One is very easy to conclude. Never stop playing until the final horn sounds. And I mean NEVER.
Two would be to never be overconfident. The cruel dose of reality will cause you great pain. See the New England Patriots.
And three, you will never be a championship-calibre team (how about even just a playoff team) if you suffer the kind of epic collapse the New York Rangers did in Montreal on this night, a possible season backbreaking 6-5 shootout loss.
Entering Tuesday, the Rangers were coming off two impressive home wins by defeating a surging Buffalo Sabres team whom they faced again last night and against at the time the NHL's best road team in the San Jose Sharks. It seemed that they were poised to bring that momentum north of the border and continue a climb up the Atlantic Division and Eastern Conference standings. They were set to play a team that they had been very successful against by winning the first three meetings.
But the Canadiens seemed to have more to play for from their own perspective. On top of looking to avenge a 5-3 defeat on February 3rd in which the Rangers rallied from 3-0 down to win on that Super Bowl Sunday afternoon, Montreal wanted to fend off New York in inching closer to within four points of their fourth place seeding in the conference standings. The top four seeds get home ice advantage in the opening round of the Stanley Cup playoffs and despite the postseason not set to begin until April 9th, the Canadiens are looking at the big picture.
Montreal coach Guy Carbonneau decided to start their prized 20-year-old future regular starting goaltender Carey Price, someone that had won his last three decisions including two of them against the slumping Philadelphia Flyers. Price had earned last week's NHL Third Star of the week honors for his brillant play by also posting one shutout among the three wins, a .963 save percentage and 1.32 goals-against-average in that span.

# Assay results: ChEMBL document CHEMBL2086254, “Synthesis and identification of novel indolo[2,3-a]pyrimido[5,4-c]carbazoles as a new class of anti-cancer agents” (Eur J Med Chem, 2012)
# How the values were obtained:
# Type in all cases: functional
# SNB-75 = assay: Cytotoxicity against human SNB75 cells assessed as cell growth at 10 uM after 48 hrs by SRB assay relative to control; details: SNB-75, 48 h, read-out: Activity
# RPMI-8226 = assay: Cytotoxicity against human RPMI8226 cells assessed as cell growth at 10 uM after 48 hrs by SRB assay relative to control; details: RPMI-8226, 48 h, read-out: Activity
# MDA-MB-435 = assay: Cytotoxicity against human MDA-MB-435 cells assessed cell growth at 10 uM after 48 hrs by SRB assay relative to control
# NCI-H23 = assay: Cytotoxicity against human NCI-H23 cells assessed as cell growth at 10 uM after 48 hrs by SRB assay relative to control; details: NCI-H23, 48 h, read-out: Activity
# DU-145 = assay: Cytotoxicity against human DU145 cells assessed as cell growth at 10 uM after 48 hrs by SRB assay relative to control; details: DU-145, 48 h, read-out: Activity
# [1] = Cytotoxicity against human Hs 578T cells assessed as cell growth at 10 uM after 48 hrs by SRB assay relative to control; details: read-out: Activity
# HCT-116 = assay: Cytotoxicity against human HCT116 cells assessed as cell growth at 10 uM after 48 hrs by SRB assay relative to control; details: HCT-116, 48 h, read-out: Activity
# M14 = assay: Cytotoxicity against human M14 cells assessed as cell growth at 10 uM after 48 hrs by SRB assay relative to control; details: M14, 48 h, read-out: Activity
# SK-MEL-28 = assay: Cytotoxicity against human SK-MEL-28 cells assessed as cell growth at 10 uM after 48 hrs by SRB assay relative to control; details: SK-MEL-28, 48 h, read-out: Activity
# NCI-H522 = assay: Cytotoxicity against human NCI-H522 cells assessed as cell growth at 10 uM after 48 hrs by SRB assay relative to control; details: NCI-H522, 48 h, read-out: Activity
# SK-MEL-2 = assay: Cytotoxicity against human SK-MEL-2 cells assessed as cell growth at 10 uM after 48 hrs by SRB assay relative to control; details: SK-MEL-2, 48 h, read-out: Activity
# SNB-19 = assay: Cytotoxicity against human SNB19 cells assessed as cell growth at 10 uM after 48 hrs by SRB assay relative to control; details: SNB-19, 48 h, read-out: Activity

But New York jumped on Montreal early and often as Brandon Dubinsky and Sean Avery each scored a goal and netted an assist just 14 seconds apart for an early 2-0 lead. With ex-Ranger Alexei Kovalev in the penalty box for the second time just just over three minutes, Brendan Shanahan scored the first of his two power play goals on the night and that led to Carbonneau taking Price out of the game in favor of Cristobal Huet just 13:56 into the game. The Rangers were then ahead 3-0 as they chased Price out by scoring three times on just 11 shots. Late in the period, Montreal's own version to Avery as a pest in Long Island native Mike Komisarek had roughed up Dubinsky along the backboards of the Rangers' offensive zone and the two squared off in a fight.
Knowing what happened 16 days earlier in which Komisarek was excessively physical with Jaromir Jagr, Dubinsky was quoted in Tuesday's New York Daily News in which he said that he'd personally stand up to Komisarek if he tried to do it again.
"I'm definitely going to be physical on him. I'm not going to let him off the hook ever," Dubinsky said of Komisarek. "I can't say if anything's going to happen. But he's definitely going to be hearing it from me if he's taking any liberties or cheap shots. That's for sure."
It did happen and while Komisarek clearly had the upper hand in the fight, many can conclude that Dubinsky has guts, especially in not backing down against anybody that includes those that have a size advantage. It shows the kind of character any coach would want of a player like Dubinsky to be on their team.
The Rangers' chances of completing a season sweep over the Canadiens seemingly was all but completely locked up as Shanahan and Chris Drury each scored their 20th goal of the season during a key four-minute power play to make it 5-0 with 14:57 remaining in the second period. Shanahan's second goal marked the 19th straight season he has scored 20. New York was able to take full advantage of a double minor assessed to another native Long Islander in Christopher Higgins, penalized for inflicting a cut with a high stick to the nose of Rangers defenseman Michal Rozsival.
Little did anyone watching this game know what was going to happen next.
Michael Ryder would score twice in 3:34 to not only get Montreal on the scoreboard, but back within striking distance to make it a 5-2 hockey game heading into the second intermission. Rangers head coach Tom Renney had called a timeout to try getting his team to regroup, but it didn't seem to work.